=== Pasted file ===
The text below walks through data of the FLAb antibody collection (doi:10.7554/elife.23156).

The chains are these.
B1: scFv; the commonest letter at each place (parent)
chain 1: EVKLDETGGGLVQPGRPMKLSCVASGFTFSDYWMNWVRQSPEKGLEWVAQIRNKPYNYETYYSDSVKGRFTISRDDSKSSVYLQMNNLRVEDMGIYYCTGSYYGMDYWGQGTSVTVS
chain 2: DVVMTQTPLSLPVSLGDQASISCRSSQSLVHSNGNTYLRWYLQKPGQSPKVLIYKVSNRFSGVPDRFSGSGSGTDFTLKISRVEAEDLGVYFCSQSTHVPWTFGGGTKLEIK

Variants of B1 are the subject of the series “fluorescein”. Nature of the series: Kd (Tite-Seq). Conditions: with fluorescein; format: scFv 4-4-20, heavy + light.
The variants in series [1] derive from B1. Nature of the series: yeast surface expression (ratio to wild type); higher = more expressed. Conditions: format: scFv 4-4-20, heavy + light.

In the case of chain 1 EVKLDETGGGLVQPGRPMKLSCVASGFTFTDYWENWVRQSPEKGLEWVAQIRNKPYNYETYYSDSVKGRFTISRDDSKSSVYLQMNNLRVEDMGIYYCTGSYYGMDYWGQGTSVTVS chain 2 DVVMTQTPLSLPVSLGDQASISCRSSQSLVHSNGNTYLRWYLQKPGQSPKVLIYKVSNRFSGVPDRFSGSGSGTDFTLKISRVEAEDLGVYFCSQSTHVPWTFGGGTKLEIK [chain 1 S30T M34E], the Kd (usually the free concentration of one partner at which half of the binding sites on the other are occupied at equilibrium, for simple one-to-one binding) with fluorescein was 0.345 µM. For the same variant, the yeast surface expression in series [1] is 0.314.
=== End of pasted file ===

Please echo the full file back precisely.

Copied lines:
The text below walks through data of the FLAb antibody collection (doi:10.7554/elife.23156).

The chains are these.
B1: scFv; the commonest letter at each place (parent)
chain 1: EVKLDETGGGLVQPGRPMKLSCVASGFTFSDYWMNWVRQSPEKGLEWVAQIRNKPYNYETYYSDSVKGRFTISRDDSKSSVYLQMNNLRVEDMGIYYCTGSYYGMDYWGQGTSVTVS
chain 2: DVVMTQTPLSLPVSLGDQASISCRSSQSLVHSNGNTYLRWYLQKPGQSPKVLIYKVSNRFSGVPDRFSGSGSGTDFTLKISRVEAEDLGVYFCSQSTHVPWTFGGGTKLEIK

Variants of B1 are the subject of the series “fluorescein”. Nature of the series: Kd (Tite-Seq). Conditions: with fluorescein; format: scFv 4-4-20, heavy + light.
The variants in series [1] derive from B1. Nature of the series: yeast surface expression (ratio to wild type); higher = more expressed. Conditions: format: scFv 4-4-20, heavy + light.

In the case of chain 1 EVKLDETGGGLVQPGRPMKLSCVASGFTFTDYWENWVRQSPEKGLEWVAQIRNKPYNYETYYSDSVKGRFTISRDDSKSSVYLQMNNLRVEDMGIYYCTGSYYGMDYWGQGTSVTVS chain 2 DVVMTQTPLSLPVSLGDQASISCRSSQSLVHSNGNTYLRWYLQKPGQSPKVLIYKVSNRFSGVPDRFSGSGSGTDFTLKISRVEAEDLGVYFCSQSTHVPWTFGGGTKLEIK [chain 1 S30T M34E], the Kd (usually the free concentration of one partner at which half of the binding sites on the other are occupied at equilibrium, for simple one-to-one binding) with fluorescein was 0.345 µM. For the same variant, the yeast surface expression in series [1] is 0.314.